Sunday, August 14, 2005

Suicidal Killers

Evan Thomas' new piece in Newsweek, "War Without Mercy," discusses the Pacific theater during WWII and focuses specifically on the suicidal tendencies of the Japanese soldiers and airmen. With regard to such tendencies, Thomas opines:
A willingness to die is nothing new in warfare. Men have given their lives and commanders have willingly sacrificed their men since they were fighting with stones and spears. But no nation has ever intentionally, methodically sacrificed its soldiers on the scale of Japan in World War II.
Right. And we tend to view the kamikaze pilot and human-torpedo, kaiten, as fanatical and inhumane for their suicidal/murderous deeds. From the objective, and quite peaceful, confines of my home office, I am inclined to agree with this characterization. My lunacy-alert meter starts to smoke when I consider the Japanese whacky reverence to the concept of self-sacrifice for the sake of the emperor. I cannot begin to understand the frame of mind of such men. Perhaps it is because I really like living. Or maybe I am just not that patriotic? Well, forgive me, but I would never consider taking a dive into the deck of a sea vessel for the silly purpose of keeping the territory of Puerto Rico under our thumb. I suppose that is what separates them from me, and particularly, my view sanity vs. insanity. Since I cannot identify with the desire to kill one's self for the cause maintaining the empire, I deem the course of action, completely idiotic.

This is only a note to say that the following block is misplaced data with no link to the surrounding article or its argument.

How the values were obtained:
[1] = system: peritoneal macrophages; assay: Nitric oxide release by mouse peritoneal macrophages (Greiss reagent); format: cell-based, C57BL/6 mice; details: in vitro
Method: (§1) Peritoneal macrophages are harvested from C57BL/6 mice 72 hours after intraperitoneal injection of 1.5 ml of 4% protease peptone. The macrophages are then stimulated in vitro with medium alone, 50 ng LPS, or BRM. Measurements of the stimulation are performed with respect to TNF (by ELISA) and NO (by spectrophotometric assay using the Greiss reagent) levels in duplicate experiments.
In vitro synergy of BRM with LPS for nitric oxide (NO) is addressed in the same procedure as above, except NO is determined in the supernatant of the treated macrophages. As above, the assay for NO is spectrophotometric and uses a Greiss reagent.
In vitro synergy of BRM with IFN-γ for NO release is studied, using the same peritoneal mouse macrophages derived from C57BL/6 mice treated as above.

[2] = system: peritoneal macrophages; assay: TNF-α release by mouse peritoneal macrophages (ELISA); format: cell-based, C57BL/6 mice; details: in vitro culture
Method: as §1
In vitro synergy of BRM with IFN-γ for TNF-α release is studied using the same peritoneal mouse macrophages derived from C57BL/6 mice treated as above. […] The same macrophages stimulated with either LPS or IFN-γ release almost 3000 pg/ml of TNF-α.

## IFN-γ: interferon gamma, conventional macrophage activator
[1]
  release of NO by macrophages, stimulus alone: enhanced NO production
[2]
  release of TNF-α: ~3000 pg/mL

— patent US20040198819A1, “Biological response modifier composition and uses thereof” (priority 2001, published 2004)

So, I suppose the characterization of sanity vs. insanity or bravery vs. cowardice depends wholly upon on your specific perspective. My subjective inability to understand the motivations of the banzai soldiers, or an Islamic suicide-bomber for that matter, thoroughly taints my view of their respective grasps upon reality and corresponding intelligence quotients. Is that moral and psychological relativism? I guess it is. In all respects, 0ne man's terrorist is another man's patriot - no matter how you slice it. I mean, how else can you explain the inexplicable deification of Che Guevera and the like? We (or at least, I) view the goals of imperial Japan, Nazi Germany, socialist Cuba and the fundamentalist-Islamocrats as morally illegitimate and thus unworthy of human self-sacrifice. All the while, we speak endlessly of the selfless honor and bravery of US soldiers who make "the ultimate sacrifice" for our freedom and country. Is there really a difference? On some level, sacrificing yourself for something that you believe in is, in some sense, always irrational. We simply favor and praise some manifestations over others if we can identify with the underlying purpose.


Post a Comment

<< Home